At the top we see the received BGP information. Second it the LDP information that is used to reach R2 via our MPLS network. At the bottom, we can see what the router installed into the forwarding table. VPN label 262232 (as previously calculated) and LDP label 300576 will be pushed onto frames destined to R2 VPLS site.

LDP signaled VPLS.

Same setup as in the previous scenario, only LDP will be used to signal the VPLS:


Since all routers are already running OSPF and LDP, very little additional configuration is required in the case of LDP-signaled VPLS.
The configuration of an LDP signaled VPLS involves the configuration of an interface and a routing-instance.

The interface is the same as when using BGP as a signaling protocol;


The routing-instance configuration differs and requires less configuration statements. For a basic LDP-signaled VPLS, the following is required;


The configuration of the instance-type and the interface is pretty much the same as with a BGP signaled VPLS. The thing you’ll notice is the lack of a route-distinguisher and a route-target. These two items are used by BGP and therefore only required in instances that are setup by BGP.
The only other requirements are the vlan(s) and the LDP neighbor. This configuration is enough to have the routers establish the pseudowire between each other.
Let’s examine some output on R2 and start with the ‘show vpls connections instance VPLS-LDP extensive’ command;


In this printout, we see the status, remote PE address, incoming and outgoing label and the connection history.
Let’s look at the label information in towards PE-R3 and then at the R13 entry installed into the forwarding table:


The label towards the remote PE can be acquired by examining the table filled by LDP. This label will be the top label pushed onto packets sent from EX4500_3 towards R13. The top label, 800001, was obtained earlier by examining the connection status.

BGP signaled L2VPN.

The third option is BGP signaled L2VPN.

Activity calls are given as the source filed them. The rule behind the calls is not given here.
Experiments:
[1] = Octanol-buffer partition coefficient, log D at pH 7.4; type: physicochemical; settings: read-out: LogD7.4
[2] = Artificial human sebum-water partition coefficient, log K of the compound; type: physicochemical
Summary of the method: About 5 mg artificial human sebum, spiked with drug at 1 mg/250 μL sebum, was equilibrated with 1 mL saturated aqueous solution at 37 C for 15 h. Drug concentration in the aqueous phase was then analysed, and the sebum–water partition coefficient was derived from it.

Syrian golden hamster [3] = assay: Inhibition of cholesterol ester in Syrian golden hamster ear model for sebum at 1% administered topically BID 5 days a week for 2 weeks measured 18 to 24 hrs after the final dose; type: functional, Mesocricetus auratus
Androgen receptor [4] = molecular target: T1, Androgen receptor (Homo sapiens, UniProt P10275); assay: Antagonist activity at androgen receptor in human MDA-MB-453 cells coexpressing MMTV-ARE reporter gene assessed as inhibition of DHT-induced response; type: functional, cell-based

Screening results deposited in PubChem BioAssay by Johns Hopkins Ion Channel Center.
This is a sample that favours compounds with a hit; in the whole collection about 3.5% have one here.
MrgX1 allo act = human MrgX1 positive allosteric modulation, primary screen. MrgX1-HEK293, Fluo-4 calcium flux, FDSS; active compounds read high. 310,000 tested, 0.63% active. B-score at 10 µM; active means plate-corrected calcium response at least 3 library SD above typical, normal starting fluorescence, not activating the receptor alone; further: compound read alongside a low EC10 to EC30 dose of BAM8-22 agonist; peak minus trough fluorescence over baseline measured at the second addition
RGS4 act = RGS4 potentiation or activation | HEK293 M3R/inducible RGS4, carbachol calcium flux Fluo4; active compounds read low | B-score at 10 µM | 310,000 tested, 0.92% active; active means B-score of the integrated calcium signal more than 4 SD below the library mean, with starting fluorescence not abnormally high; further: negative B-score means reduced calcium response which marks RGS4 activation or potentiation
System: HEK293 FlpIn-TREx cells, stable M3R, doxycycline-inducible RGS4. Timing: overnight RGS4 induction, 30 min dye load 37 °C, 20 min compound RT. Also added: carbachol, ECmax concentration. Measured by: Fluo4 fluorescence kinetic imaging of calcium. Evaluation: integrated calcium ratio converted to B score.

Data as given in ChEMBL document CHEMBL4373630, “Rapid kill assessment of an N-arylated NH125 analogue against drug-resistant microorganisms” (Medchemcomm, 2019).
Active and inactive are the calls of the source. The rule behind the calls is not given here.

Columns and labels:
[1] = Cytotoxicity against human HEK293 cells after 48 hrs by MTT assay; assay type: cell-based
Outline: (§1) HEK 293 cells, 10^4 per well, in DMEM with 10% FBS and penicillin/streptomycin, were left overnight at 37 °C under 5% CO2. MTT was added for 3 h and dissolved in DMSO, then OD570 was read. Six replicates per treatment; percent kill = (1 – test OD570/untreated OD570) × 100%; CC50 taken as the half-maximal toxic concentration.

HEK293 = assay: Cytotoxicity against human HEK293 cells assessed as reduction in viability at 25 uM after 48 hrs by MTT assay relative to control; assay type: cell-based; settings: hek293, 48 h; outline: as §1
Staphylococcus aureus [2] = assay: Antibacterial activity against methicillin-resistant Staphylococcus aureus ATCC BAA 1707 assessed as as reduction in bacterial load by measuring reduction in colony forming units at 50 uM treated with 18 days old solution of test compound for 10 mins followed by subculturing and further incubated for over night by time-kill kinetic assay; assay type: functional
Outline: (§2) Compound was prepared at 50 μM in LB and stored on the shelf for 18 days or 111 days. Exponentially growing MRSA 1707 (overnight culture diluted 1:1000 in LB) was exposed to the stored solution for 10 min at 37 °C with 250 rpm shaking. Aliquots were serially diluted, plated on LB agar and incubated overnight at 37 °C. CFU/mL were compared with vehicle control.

This type of Layer 2 VPN has a lot of similarities to the BGP signaled VPLS. Some of the similarities are;

    • the BGP address-family
    • the auto provisioning when a new site is added

The VPLS and L2VPN solutions differ from each other as well. Most notably, the L2VPN;

    • enables point-to-point VPNs only
    • enables the connection of dissimilar protocols (requires ‘protocols l2vpn encapsulation-type interworking’)

In this scenario, the focus will be on the most basic L2VPN possible, requiring an ‘l2vpn’-type instance, ‘ethernet-vlan’ encapsulation and ‘vlan-ccc’ interface encapsulation. Let’s observe the configuration on R2:


The configuration of a BGP signaled L2VPN is very similar to the configuration of a BGP signaled VPLS. Examining the status of this BGP signaled L2VPN is too.
The ‘show l2vpn connections instance L2-VPN extensive’ should look familiar:


A look at the routing table shows this part will offer no surprises as well. The top label is the LDP label. This is the label to reach R3 as we have already seen in the previous example. The additional VPN label was acquired from the BGP neighbor:


LDP signaled layer 2 circuits.

The last of four options;


A layer 2 circuit is always point-to-point. On the two endpoints, in our case R2 and R3, the encapsulation type is either ‘vlan-ccc’ or ‘vlan-tcc’. In this lab, vlan-ccc will be used. Vlan-tcc (translation cross-connect) allows the end-points on both sides to have different media.

Signaling wise, LDP is used to create a virtual circuit (VC) between the PE’s. This VC will provide layer 2 connectivity between the EX4500 and R12.
Since we are using LDP here, again, no route-distinguisher or route-target is required. Additionally, l2circuits do not even require a routing-instance.

R2 and R3 need to form an extended LDP-neighbor relationship for the vc –labels to be exchanged. For this to happen, LDP must be enabled on the loopback interface of both PE’s. This is not necessary for the P-routers; they only need to have LDP enabled on the core-facing interfaces to provide LSPs between the PE’s.
Let’s have a look at the configuration that is required for this scenario;


The interface is pretty self-explanatory. The thing to notice is the place where the circuit is defined. Under the [ protocols l2circuit] hierarchy, you can specify (at a minimum) the following three vc-properties;
    •the neighbor PE
    •the interface forming the layer 2 circuit
    •the VC identifier

Under the [protocols ldp] hierarchy, the only configuration that was needed was the core-facing interface (to setup LSPs with the rest of the network) and the lo0.2 interface, for an extended LDP neighbor relationship with the other PE.
The interface, the l2circuit and the ldp configuration is all that is required to successfully establish a layer 2 circuit across an MPLS network. After the interface was committed, the targeted LDP session will show up immediately;


If the hello seems a bit long, this is easily changed with ‘set protocols ldp targeted-hello hello-interval 2 hold-time 6’. Without changing anything on R3, the timers changed;


To observe details regarding the state of the l2circuit, or some history, we can issue the command ‘show l2circuit connections extensive’:


That is really all there is to establishing a basic l2circuit on Junos MX-series.